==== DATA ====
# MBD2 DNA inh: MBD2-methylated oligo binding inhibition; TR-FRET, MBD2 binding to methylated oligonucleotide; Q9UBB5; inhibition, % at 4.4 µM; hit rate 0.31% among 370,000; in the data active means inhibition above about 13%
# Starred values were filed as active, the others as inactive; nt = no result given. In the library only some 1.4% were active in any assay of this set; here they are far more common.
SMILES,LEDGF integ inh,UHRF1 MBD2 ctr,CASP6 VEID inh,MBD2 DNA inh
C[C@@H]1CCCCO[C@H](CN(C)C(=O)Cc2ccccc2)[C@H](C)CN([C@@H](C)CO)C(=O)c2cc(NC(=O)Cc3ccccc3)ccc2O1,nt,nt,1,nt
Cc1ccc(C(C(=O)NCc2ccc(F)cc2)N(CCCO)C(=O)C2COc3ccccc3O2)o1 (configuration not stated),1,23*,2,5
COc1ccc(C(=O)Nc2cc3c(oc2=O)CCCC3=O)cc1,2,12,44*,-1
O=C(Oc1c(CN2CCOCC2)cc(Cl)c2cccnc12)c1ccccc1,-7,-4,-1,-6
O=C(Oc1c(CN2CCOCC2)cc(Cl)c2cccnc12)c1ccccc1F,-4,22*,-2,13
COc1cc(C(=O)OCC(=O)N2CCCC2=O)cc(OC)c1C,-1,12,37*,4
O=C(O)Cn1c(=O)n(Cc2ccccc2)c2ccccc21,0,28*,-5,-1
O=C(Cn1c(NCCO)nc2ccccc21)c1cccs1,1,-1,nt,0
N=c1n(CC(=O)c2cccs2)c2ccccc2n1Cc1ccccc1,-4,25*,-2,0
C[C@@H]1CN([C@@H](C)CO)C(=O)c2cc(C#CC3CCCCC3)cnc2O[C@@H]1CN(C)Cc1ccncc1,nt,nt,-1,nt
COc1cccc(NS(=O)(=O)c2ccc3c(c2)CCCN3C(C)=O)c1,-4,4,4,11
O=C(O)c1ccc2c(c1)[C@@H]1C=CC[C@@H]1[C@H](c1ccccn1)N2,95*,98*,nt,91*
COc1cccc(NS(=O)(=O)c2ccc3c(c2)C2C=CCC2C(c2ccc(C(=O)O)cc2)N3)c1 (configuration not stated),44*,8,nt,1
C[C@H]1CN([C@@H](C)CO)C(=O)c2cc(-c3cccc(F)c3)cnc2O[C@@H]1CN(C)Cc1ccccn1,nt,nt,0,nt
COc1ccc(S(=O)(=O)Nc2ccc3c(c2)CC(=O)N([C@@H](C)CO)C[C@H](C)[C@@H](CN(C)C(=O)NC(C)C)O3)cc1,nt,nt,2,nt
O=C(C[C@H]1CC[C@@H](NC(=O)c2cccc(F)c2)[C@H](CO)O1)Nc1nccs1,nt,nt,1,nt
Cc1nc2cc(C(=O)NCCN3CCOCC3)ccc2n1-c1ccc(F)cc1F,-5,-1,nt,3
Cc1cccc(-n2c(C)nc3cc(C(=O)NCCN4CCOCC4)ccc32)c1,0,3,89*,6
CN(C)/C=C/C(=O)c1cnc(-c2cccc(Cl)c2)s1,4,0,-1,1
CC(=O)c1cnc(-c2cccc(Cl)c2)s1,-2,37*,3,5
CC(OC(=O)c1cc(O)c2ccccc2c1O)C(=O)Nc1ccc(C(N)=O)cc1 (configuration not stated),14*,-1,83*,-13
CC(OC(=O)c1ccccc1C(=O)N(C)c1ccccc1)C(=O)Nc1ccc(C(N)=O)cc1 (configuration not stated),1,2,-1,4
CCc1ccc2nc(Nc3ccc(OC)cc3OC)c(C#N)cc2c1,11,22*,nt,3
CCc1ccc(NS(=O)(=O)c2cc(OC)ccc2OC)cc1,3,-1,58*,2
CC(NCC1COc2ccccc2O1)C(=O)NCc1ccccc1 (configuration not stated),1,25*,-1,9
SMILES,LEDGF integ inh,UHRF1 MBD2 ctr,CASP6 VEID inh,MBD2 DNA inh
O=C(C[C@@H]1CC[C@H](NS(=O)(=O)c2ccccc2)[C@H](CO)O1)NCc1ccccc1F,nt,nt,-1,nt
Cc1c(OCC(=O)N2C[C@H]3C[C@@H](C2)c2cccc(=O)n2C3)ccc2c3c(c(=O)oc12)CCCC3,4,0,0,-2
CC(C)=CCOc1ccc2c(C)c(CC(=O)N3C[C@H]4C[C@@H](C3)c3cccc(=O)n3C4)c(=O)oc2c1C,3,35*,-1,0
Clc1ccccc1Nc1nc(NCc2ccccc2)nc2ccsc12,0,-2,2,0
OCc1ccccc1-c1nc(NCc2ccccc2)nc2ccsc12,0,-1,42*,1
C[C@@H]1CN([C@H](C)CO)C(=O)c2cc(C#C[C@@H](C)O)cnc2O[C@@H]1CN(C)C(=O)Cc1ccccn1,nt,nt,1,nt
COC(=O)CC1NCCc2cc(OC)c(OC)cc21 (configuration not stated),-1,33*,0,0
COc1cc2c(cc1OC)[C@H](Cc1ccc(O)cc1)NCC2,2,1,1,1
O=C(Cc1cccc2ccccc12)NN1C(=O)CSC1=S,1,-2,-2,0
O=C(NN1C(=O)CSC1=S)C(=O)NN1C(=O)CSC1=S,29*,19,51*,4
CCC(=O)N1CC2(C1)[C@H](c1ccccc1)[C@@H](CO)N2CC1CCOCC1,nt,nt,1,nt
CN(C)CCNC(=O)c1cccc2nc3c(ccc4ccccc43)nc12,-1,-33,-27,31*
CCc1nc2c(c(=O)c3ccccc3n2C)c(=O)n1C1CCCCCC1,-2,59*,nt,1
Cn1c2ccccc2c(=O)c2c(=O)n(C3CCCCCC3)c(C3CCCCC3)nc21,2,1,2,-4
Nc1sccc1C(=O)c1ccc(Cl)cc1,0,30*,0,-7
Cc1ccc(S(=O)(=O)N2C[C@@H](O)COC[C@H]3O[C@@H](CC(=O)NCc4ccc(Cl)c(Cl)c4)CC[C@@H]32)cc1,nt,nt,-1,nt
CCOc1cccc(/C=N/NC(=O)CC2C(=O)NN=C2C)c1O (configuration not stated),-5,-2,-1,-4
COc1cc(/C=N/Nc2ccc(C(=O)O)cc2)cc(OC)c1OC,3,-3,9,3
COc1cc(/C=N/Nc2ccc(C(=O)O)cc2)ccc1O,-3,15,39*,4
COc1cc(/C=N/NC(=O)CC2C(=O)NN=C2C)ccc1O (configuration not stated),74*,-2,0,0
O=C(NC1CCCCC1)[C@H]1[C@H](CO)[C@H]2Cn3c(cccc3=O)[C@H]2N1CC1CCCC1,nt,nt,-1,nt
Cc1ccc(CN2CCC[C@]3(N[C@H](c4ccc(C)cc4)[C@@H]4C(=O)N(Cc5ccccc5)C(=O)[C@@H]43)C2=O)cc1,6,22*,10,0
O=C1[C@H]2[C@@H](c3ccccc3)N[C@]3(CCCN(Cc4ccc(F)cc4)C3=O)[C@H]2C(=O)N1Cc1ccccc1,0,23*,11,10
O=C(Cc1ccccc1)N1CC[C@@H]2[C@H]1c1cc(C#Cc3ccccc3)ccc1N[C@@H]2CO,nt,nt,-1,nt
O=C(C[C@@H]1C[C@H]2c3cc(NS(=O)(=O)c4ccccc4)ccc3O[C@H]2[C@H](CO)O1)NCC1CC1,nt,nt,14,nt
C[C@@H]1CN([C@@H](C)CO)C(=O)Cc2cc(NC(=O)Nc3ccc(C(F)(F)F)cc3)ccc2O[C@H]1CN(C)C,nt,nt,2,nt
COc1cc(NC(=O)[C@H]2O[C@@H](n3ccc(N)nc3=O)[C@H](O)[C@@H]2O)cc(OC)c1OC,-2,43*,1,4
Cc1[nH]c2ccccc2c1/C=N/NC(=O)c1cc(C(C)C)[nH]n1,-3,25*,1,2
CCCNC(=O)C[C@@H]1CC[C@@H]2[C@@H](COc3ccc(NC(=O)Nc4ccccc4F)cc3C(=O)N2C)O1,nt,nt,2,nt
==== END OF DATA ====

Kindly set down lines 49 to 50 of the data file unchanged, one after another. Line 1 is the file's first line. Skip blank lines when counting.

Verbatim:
COc1cc(/C=N/NC(=O)CC2C(=O)NN=C2C)ccc1O (configuration not stated),74*,-2,0,0
O=C(NC1CCCCC1)[C@H]1[C@H](CO)[C@H]2Cn3c(cccc3=O)[C@H]2N1CC1CCCC1,nt,nt,-1,nt